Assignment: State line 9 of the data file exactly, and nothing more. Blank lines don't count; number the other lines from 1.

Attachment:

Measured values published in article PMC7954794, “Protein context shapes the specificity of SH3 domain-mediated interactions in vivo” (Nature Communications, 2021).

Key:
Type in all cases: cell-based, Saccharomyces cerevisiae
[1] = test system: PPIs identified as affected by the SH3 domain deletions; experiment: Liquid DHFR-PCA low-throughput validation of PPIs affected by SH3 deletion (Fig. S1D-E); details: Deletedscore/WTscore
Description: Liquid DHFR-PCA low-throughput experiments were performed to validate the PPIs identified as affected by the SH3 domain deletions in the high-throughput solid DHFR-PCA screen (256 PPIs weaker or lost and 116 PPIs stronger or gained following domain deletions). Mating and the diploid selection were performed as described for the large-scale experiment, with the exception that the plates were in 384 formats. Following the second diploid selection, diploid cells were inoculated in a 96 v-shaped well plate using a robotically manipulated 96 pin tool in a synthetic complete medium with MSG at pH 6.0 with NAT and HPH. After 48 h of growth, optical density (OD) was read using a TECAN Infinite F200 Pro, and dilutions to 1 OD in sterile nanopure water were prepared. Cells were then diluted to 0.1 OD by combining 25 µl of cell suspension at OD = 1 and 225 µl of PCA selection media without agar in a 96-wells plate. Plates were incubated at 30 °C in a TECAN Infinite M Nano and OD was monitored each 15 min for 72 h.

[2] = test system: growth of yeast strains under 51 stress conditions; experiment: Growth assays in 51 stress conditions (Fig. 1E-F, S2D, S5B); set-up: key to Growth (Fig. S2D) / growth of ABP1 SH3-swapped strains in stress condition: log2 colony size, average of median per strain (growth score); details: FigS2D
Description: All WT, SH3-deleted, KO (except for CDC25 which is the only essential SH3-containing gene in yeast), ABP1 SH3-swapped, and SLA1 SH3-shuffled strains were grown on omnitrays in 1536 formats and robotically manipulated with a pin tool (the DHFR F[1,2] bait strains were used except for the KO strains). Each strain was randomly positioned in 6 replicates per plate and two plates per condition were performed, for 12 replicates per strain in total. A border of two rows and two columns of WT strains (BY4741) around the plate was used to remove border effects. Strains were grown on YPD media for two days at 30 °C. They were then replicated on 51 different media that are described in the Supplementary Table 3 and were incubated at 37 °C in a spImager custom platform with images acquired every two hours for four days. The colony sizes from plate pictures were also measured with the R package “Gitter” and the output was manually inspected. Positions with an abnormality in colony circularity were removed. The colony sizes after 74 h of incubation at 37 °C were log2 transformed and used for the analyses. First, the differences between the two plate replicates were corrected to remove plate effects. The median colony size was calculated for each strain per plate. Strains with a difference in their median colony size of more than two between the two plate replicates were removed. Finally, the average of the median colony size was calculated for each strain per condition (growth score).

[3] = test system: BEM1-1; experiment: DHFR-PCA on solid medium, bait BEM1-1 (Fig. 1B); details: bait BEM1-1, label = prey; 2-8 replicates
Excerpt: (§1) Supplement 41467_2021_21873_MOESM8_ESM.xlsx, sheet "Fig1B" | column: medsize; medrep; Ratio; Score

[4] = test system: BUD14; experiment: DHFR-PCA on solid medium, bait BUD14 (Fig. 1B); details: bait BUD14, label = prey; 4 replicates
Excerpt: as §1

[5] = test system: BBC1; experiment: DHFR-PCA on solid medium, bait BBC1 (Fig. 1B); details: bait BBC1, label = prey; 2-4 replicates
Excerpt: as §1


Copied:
Excerpt: (§1) Supplement 41467_2021_21873_MOESM8_ESM.xlsx, sheet "Fig1B" | column: medsize; medrep; Ratio; Score